In an appropriate break with the tradition of boisterous and high energy opening ceremonies, the ASIS International 57th Annual Seminar and Exhibits kicked off with a reflective and somber review of the events of 9-11, including tributes to the ASIS members who died in the collapse of the Twin Towers.
The videos included a section on each member: Douglas G. Karpiloff, CPP; James Corrigan; John P. O’Neil; Ronald G. Hoerner; Howard Kirschbaum; and Richard Riscorla.
After the videos, ASIS President Raymond T. O’Hara, CPP, introduced a special speaker, a fire chief who survived the collapse of the towers: Fire Department of New York Chief Richard Picciotto. The chief recounted his tale of survival after a narrow and nearly miraculous escape.
Picciotto said that he arrived on the scene to find both towers engulfed in heavy black smoke and hearing the horrible thuds of jumpers hitting the ground. He climbed as high as the 35th floor of the North Tower when he heard the terrible sound of the South Tower collapsing. The chief immediately made the call to get everyone, including the first responders, out of the building, recognizing that if the North Tower had fallen, the South Tower was soon to follow. His appropriate assessment of the risk saved the lives of hundreds of people.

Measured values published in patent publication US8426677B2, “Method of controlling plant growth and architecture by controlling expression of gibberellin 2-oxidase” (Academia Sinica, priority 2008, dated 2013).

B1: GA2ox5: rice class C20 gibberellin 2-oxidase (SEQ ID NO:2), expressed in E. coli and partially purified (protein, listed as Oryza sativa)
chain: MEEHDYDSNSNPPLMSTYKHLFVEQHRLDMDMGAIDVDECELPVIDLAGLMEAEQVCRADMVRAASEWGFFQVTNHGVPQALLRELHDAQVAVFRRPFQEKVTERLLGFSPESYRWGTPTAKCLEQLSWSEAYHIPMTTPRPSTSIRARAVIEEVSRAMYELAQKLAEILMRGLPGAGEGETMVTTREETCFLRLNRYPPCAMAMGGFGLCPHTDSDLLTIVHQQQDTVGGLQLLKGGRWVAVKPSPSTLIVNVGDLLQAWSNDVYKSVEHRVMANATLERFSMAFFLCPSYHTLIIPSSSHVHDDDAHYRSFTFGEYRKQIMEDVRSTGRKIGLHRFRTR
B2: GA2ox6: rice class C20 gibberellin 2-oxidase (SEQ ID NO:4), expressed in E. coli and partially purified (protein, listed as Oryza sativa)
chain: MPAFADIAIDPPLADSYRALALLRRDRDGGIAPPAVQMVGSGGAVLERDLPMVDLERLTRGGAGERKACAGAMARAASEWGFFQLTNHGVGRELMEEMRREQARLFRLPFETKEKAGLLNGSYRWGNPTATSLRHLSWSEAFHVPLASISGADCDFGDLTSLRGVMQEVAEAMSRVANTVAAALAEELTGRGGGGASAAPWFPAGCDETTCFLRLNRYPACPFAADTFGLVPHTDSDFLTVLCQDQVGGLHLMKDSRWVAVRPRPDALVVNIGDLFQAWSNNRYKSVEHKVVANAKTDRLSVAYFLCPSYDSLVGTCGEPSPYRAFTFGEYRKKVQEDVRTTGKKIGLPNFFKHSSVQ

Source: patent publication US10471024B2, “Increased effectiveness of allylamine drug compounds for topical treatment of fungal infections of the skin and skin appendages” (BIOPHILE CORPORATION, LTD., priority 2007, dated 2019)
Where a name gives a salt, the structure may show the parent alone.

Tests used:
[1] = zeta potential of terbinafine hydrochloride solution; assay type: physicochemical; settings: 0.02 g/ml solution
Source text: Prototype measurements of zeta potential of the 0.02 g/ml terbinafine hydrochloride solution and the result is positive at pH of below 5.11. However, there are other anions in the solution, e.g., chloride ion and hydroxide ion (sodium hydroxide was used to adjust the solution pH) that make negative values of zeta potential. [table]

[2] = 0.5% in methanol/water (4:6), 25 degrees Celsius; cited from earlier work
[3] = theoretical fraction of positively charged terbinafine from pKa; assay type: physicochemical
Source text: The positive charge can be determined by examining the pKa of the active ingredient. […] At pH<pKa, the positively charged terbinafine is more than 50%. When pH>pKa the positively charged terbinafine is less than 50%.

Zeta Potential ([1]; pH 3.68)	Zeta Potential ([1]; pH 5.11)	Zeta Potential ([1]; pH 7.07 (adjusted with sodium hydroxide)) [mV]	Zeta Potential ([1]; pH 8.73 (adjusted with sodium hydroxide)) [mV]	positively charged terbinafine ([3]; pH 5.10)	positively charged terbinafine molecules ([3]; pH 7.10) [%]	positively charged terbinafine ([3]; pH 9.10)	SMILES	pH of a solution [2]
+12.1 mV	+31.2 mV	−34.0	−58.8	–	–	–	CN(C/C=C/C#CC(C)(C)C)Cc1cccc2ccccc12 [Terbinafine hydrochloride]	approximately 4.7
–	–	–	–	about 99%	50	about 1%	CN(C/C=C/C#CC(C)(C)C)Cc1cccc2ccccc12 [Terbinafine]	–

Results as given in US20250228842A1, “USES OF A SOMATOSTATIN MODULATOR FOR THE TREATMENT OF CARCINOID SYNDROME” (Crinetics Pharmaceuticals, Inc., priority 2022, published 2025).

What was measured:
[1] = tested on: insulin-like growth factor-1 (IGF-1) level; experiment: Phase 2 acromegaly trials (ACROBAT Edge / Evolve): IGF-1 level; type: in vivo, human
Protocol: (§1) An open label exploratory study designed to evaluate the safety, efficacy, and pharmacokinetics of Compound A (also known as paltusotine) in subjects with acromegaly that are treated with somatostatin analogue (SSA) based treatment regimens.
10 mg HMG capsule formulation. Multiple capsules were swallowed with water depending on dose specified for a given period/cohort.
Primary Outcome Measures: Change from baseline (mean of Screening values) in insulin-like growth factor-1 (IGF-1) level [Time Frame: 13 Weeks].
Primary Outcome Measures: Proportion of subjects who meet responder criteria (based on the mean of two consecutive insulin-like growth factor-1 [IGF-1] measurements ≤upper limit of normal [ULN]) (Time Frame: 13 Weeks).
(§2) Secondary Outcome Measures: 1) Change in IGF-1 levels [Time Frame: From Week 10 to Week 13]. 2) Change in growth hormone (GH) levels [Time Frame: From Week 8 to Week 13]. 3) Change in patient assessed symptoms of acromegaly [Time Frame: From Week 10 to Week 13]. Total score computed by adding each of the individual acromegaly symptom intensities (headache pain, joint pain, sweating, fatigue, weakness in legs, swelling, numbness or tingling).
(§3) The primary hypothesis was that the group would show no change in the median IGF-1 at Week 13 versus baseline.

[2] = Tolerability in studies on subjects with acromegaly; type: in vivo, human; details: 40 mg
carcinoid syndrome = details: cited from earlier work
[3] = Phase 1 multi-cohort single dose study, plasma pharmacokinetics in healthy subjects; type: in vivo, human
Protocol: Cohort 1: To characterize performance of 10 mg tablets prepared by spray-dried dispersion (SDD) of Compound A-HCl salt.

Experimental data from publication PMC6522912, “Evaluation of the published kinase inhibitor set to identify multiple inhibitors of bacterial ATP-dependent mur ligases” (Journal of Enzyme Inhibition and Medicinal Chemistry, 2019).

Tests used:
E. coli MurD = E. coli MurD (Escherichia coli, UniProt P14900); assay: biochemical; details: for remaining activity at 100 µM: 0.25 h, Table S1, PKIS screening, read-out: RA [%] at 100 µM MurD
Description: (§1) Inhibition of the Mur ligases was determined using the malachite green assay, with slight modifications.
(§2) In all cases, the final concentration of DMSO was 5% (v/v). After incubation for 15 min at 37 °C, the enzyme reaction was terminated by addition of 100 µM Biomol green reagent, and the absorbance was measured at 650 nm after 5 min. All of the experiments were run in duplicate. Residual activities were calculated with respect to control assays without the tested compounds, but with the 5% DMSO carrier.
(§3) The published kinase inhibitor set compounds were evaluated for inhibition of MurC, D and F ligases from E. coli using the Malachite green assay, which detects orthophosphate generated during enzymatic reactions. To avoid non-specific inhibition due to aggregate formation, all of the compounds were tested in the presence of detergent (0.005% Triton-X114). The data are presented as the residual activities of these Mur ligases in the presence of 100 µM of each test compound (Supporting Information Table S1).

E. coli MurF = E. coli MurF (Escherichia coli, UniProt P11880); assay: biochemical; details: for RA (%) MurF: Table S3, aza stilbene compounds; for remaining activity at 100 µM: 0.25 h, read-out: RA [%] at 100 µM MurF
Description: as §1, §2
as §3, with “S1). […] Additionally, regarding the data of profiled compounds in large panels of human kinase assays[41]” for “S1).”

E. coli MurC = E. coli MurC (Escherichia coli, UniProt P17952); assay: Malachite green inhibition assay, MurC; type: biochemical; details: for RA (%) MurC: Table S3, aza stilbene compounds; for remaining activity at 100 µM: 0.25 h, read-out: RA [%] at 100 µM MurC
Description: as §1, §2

Picciotto was in the one remaining unblocked stairwell of the South Tower when the building gave way. He and 13 others were saved when this tiny sliver of the structure remained standing. After several long hours, the survivors managed to find a way out through the rubble.
After Picciotto concluded his story and the ceremony ended, attendees met the ASIS Board of Directors, ASIS past presidents, Host Chapter Seminar Committee Chair Dave Bareno, CPP, and Greater Orlando Chapter Chair Dave Murray. Cutting the ribbon to the exhibit hall, O’Hara proclaimed: “What awaits you beyond this ribbon is a cornucopia of ideas, concepts, products, and services that prove the focus of this event is security. The exhibition is exciting, pioneering, and must be seen to be believed.”